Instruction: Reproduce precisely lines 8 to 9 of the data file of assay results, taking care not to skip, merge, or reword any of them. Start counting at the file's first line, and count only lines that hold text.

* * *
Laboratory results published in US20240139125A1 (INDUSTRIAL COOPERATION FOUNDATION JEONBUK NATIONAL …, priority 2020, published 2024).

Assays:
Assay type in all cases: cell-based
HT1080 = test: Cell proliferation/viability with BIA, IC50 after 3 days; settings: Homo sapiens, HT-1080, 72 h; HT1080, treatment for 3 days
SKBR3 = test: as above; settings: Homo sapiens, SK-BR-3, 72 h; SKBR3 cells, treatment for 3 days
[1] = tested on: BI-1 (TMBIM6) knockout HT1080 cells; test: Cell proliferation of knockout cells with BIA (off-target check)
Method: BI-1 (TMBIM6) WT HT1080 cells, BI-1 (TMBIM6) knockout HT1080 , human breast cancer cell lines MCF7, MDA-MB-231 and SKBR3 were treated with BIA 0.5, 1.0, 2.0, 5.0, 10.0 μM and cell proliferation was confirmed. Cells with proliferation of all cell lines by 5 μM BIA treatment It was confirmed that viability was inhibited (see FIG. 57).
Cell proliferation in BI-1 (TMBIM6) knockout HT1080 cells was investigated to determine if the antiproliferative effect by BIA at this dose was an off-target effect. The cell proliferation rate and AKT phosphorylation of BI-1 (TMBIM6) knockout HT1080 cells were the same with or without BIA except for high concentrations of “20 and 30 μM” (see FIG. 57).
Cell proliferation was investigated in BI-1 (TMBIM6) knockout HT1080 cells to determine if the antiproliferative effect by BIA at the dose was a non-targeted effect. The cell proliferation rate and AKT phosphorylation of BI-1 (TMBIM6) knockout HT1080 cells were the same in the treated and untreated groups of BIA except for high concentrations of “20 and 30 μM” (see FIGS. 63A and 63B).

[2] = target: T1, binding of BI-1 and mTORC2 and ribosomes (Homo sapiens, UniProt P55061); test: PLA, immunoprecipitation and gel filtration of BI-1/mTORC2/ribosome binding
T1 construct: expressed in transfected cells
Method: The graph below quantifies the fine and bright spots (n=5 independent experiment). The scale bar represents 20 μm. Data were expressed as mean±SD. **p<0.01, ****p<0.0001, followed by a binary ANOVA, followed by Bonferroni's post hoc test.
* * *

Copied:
Cell proliferation in BI-1 (TMBIM6) knockout HT1080 cells was investigated to determine if the antiproliferative effect by BIA at this dose was an off-target effect. The cell proliferation rate and AKT phosphorylation of BI-1 (TMBIM6) knockout HT1080 cells were the same with or without BIA except for high concentrations of “20 and 30 μM” (see FIG. 57).
Cell proliferation was investigated in BI-1 (TMBIM6) knockout HT1080 cells to determine if the antiproliferative effect by BIA at the dose was a non-targeted effect. The cell proliferation rate and AKT phosphorylation of BI-1 (TMBIM6) knockout HT1080 cells were the same in the treated and untreated groups of BIA except for high concentrations of “20 and 30 μM” (see FIGS. 63A and 63B).